Show me a genius and I’ll show you a workaholic. Van Gogh produced 2000 works of art between 1880 and 1890 (1100 paintings and 900 sketches). That’s 4 works of art a week for a decade, and he didn’t start making art until his mid twenties. DaVinci’s famous journals represent decades of note taking, doodling and observations, and it’s a good guess that work was the center of his life: no spouses or children are mentioned in any of our records of him (though he likely had lovers in his studio). Picasso made over 12,000 works of art (“Give me a museum and I’ll fill it he said, and he was right) in his lifetime, including sculptures, paintings and other mediums. Shakespeare wrote more than 40 plays, not to mention dozens of sonnets, poems and of course, grocery lists. These are people who practiced their crafts daily and sacrificed many other ordinary pleasures in life to make their work possible. Every math or music prodigy practiced to produce the work they are famous for (See the ten year rule).
 In addition to having a high demanding job and stress, I've noticed that most workaholics follow a stringent schedule, one that is defined by early rising and a night owl. Imagine being so devoted to one thing that you can do this for 10-12 hours a day without a break! That is the kind of passion I hope to see in my work. I admire these people because they are so focused and in love with what they are reading and doing that they are not tempted by external stimuli and do not wish to take breaks to satisfy their desire to entertain and be entertained. In other words, work is their main focus.

From this article by Life Optimizer, I learn about the 5 levels of Focus: Lifetime, Yearly, Weekly, Daily, Currently.

1. Lifetime. What is your life purpose? Have you followed it?
2. Yearly.  Your goal should be both specific and measurable. To ensure that you are focused at the yearly level, you should have only one goal for the year (or two if you must).
3. Weekly. What do you want to achieve in the following week to help you achieve your yearly goal?
4. Daily. You can start by setting your Most Important Task (MIT) for the day. Your MIT should be the thing that will make the most difference if you accomplish it today.
5. After setting your goals for the day, the next level is the present. To get optimum result, you should be focused in whatever you are doing. It means that:
  1. You should not multitask
  2. You should prevent distraction
  3. You should use ultradian sprint to accomplish as much as possible within the working session
I am definitely well versed in the ways of goal making, but it's been awhile that I've been reminded of the importance of focusing and being obsessive with work, so to speak. By minimizing multitasking and preventing distraction--two simple steps, I can ensure that my time is used most effectively.

Hehe, I can't wait to try out this ultradian sprint!

Monday, September 6, 2010

Inspirational Read

After I read this post, I felt moved. So moved, that I twittered about it. The fact is that what Jaeson experienced, I feel exactly the same way. I went back, reread the post and I felt comfort. Here is the post below, may you feel peace in your heart!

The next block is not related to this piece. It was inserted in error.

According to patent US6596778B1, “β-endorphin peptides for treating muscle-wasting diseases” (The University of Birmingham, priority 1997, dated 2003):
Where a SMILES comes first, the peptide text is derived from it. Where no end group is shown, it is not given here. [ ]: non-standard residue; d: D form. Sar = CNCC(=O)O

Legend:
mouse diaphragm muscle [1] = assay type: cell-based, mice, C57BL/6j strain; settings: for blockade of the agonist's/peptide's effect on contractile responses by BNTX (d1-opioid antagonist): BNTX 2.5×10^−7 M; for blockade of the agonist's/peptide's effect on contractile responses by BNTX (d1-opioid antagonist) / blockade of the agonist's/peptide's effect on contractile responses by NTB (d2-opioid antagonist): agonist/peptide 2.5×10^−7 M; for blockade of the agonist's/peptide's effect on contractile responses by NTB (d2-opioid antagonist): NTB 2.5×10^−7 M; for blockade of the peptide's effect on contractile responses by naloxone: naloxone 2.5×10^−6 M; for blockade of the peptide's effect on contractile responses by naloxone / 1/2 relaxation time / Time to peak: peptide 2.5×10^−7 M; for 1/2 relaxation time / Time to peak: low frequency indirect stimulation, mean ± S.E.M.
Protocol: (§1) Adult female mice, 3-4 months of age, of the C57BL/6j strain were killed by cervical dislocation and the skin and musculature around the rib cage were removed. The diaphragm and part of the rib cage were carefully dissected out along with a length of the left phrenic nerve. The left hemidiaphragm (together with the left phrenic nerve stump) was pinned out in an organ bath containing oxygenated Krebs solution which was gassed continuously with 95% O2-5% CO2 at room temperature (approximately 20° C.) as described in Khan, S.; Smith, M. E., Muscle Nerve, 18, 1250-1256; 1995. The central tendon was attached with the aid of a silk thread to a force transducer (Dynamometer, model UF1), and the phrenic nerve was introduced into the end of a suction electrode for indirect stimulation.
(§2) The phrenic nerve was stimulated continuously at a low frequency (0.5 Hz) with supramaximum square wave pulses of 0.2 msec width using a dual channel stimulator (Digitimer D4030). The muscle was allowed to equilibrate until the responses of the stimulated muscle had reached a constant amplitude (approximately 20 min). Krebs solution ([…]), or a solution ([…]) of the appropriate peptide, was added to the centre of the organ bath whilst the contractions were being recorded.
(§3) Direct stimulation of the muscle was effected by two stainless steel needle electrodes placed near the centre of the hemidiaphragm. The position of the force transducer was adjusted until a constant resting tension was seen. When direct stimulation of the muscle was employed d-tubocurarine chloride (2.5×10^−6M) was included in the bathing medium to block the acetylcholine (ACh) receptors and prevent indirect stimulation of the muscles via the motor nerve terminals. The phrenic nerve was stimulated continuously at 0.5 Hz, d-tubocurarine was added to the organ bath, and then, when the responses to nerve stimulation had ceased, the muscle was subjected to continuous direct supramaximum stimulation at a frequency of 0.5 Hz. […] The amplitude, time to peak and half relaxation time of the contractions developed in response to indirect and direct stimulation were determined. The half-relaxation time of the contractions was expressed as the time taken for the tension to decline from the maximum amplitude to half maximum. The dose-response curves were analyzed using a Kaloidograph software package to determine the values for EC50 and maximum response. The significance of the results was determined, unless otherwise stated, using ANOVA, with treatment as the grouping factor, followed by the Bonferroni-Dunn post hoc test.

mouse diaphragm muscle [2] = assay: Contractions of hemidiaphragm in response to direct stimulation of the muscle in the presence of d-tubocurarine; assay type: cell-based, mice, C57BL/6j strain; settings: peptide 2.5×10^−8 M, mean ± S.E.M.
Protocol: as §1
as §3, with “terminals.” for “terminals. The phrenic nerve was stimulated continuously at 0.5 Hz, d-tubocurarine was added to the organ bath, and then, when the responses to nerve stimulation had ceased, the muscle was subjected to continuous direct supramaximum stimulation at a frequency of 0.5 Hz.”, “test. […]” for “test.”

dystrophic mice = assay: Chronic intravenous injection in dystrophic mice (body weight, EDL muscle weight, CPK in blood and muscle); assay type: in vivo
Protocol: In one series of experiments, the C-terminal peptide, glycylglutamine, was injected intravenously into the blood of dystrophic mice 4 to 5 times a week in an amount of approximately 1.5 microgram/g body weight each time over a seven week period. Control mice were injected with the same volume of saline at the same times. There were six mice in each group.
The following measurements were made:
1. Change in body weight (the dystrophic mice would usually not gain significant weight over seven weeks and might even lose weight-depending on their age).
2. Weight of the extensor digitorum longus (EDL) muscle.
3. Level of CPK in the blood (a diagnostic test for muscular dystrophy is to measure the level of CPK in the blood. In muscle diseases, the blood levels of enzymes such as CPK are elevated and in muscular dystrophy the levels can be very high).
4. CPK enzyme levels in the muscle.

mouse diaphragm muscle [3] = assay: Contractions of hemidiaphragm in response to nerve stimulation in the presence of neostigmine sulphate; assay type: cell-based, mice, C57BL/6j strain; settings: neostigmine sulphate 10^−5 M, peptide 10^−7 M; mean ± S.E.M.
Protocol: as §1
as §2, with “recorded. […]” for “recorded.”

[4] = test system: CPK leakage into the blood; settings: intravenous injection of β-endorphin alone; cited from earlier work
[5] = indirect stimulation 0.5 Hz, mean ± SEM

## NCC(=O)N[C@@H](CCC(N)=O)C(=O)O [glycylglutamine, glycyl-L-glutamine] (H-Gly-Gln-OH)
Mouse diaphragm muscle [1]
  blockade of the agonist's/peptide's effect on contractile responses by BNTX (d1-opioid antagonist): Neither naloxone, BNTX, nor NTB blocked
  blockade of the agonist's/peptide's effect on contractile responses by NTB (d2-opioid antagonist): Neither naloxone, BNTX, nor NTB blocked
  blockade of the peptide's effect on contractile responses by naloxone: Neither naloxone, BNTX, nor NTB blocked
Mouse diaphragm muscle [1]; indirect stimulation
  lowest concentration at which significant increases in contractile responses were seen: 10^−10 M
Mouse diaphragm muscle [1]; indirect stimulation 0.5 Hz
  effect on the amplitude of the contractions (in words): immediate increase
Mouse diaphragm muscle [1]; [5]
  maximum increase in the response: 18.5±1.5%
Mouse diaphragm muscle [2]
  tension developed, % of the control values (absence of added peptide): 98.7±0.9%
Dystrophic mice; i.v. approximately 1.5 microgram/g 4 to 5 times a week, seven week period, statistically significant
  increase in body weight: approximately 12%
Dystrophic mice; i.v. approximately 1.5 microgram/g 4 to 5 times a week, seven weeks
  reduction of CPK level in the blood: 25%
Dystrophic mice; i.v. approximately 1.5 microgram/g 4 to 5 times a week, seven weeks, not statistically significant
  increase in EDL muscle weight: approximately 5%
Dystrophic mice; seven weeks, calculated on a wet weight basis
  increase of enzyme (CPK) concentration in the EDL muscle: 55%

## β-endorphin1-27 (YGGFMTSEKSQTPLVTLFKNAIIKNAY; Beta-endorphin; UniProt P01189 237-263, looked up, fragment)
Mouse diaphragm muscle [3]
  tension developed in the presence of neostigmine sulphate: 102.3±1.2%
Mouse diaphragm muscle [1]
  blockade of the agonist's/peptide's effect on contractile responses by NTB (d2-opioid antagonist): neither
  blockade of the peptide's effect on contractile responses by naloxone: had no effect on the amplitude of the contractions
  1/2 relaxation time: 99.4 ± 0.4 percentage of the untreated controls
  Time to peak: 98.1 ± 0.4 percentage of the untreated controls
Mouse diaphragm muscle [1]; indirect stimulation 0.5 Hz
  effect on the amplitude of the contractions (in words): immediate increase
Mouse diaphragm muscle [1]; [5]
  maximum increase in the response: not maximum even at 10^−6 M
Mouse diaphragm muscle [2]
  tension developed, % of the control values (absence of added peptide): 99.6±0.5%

Life isn’t always fair. Seldom does life turn out the way we hope it does. When we are young we have ideals and dreams. We believe anything is possible and the world is our frontier to conquer. As we get older, many of our hopes get dashed, our dreams become forgotten and our expectations are shattered. We can’t predict exactly how life will turn out, not for ourselves or anyone else.
Many people I know are frustrated, discouraged, depressed, hurt or bitter at life. When things in life don’t turn out the way we want them to, it’s easy to get upset and lose trust in ourselves and other people. I’ll be honest, through the years although I’ve had many ups, equally I’ve had just as many downs. I’ve had major disappointments in my relationships, my family, my pursuits and dreams, but what do you make of it all?
This past weekend I decided to take a day out and just “drive”. I have the luxury of being able to live around the most beautiful beaches in the world here in Los Angeles California. I decided I would go and take a Saturday to just drive towards Malibu where there is a 27 mile stretch of gorgeous beaches and coastlands. I wanted to just get a way, get alone with God, pray and spend some time thinking about things I normally don’t get to think about.
Normally, I’m so busy doing projects, meeting with other people, or helping other people that I hardly get any time to think about things that are important to me. We tend to push things that are important to us, or things that are too hurtful to think about, or issues we don’t want to confront deep down into our subconscious. We sort of just keep going and going in life when these issues are just too hard to understand or to deal with.
Well, this weekend I was able to get away and “confront the issues” that have been on my heart. I was going to wrestle with them myself and with God. I ended up finding a random beach café on the coastal highway. I was hoping that somehow God would lead me to a quite destination, some secluded beach where I could walk and talk with God. When I felt this strong leading to make this turn into this small entrance to this beach café, it turned out to be the most beautiful and perfect spot! It was a beach cove, with a secluded and quite beach and I could walk for miles on my own with time to myself.